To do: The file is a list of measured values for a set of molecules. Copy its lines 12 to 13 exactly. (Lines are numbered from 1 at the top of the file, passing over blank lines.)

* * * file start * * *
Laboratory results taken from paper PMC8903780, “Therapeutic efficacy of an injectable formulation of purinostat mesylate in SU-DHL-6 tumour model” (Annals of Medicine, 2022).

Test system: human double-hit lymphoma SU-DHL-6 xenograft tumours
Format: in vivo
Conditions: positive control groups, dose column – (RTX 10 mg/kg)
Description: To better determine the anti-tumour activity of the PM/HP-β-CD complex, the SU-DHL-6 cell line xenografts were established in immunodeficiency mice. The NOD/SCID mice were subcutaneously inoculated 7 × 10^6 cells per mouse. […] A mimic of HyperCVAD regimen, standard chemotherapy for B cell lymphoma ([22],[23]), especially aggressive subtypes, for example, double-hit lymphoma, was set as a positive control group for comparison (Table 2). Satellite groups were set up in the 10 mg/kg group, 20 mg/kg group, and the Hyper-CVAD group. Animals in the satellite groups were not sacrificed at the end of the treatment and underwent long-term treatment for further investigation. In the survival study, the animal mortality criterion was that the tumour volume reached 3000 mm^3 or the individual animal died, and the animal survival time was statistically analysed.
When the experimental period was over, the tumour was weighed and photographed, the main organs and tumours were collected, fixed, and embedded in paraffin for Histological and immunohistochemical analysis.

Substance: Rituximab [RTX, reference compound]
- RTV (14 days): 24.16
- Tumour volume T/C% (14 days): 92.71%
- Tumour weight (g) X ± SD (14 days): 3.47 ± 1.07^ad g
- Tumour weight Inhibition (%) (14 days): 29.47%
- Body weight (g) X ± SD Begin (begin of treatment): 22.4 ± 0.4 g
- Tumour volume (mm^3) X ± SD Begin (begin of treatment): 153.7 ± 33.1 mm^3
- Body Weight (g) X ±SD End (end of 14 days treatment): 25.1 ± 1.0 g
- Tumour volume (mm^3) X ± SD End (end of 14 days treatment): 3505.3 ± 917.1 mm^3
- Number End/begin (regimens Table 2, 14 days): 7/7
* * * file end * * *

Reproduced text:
- Body weight (g) X ± SD Begin (begin of treatment): 22.4 ± 0.4 g
- Tumour volume (mm^3) X ± SD Begin (begin of treatment): 153.7 ± 33.1 mm^3